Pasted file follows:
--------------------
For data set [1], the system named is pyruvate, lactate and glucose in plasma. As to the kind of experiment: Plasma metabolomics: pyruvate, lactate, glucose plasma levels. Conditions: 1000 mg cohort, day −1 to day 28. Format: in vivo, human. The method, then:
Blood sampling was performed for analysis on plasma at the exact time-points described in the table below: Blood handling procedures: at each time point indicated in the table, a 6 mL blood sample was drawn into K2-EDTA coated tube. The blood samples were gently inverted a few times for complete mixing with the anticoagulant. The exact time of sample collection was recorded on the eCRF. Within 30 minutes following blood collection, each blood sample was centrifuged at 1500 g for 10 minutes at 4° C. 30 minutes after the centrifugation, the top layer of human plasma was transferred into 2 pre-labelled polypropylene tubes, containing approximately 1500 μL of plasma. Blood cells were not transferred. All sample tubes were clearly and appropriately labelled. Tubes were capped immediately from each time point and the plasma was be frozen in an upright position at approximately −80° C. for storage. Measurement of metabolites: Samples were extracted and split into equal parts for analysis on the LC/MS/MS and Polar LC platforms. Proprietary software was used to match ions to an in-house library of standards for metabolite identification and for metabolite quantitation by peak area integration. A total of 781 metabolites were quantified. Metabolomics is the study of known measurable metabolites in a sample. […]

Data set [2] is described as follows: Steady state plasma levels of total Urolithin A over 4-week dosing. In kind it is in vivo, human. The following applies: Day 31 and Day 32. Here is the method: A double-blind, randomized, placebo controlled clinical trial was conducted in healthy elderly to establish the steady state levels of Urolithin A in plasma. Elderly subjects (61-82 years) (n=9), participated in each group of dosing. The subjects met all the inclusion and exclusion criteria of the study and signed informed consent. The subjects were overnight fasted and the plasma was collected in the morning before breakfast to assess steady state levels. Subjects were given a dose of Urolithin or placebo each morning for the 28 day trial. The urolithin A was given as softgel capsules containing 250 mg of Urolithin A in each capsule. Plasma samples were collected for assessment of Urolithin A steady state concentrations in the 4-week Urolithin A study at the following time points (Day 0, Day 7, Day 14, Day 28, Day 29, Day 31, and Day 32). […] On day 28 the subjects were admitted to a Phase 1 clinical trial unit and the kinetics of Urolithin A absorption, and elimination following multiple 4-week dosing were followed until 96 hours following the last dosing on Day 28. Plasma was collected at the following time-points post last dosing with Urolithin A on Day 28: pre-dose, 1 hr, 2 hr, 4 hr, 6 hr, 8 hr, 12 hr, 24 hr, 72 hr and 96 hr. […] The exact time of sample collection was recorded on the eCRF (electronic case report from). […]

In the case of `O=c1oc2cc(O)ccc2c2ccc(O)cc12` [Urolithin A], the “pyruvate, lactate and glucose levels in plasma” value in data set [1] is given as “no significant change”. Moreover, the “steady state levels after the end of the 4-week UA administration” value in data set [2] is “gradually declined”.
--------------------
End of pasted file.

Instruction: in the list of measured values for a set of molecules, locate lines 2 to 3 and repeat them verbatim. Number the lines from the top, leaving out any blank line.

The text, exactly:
Blood sampling was performed for analysis on plasma at the exact time-points described in the table below: Blood handling procedures: at each time point indicated in the table, a 6 mL blood sample was drawn into K2-EDTA coated tube. The blood samples were gently inverted a few times for complete mixing with the anticoagulant. The exact time of sample collection was recorded on the eCRF. Within 30 minutes following blood collection, each blood sample was centrifuged at 1500 g for 10 minutes at 4° C. 30 minutes after the centrifugation, the top layer of human plasma was transferred into 2 pre-labelled polypropylene tubes, containing approximately 1500 μL of plasma. Blood cells were not transferred. All sample tubes were clearly and appropriately labelled. Tubes were capped immediately from each time point and the plasma was be frozen in an upright position at approximately −80° C. for storage. Measurement of metabolites: Samples were extracted and split into equal parts for analysis on the LC/MS/MS and Polar LC platforms. Proprietary software was used to match ions to an in-house library of standards for metabolite identification and for metabolite quantitation by peak area integration. A total of 781 metabolites were quantified. Metabolomics is the study of known measurable metabolites in a sample. […]

Data set [2] is described as follows: Steady state plasma levels of total Urolithin A over 4-week dosing. In kind it is in vivo, human. The following applies: Day 31 and Day 32. Here is the method: A double-blind, randomized, placebo controlled clinical trial was conducted in healthy elderly to establish the steady state levels of Urolithin A in plasma. Elderly subjects (61-82 years) (n=9), participated in each group of dosing. The subjects met all the inclusion and exclusion criteria of the study and signed informed consent. The subjects were overnight fasted and the plasma was collected in the morning before breakfast to assess steady state levels. Subjects were given a dose of Urolithin or placebo each morning for the 28 day trial. The urolithin A was given as softgel capsules containing 250 mg of Urolithin A in each capsule. Plasma samples were collected for assessment of Urolithin A steady state concentrations in the 4-week Urolithin A study at the following time points (Day 0, Day 7, Day 14, Day 28, Day 29, Day 31, and Day 32). […] On day 28 the subjects were admitted to a Phase 1 clinical trial unit and the kinetics of Urolithin A absorption, and elimination following multiple 4-week dosing were followed until 96 hours following the last dosing on Day 28. Plasma was collected at the following time-points post last dosing with Urolithin A on Day 28: pre-dose, 1 hr, 2 hr, 4 hr, 6 hr, 8 hr, 12 hr, 24 hr, 72 hr and 96 hr. […] The exact time of sample collection was recorded on the eCRF (electronic case report from). […]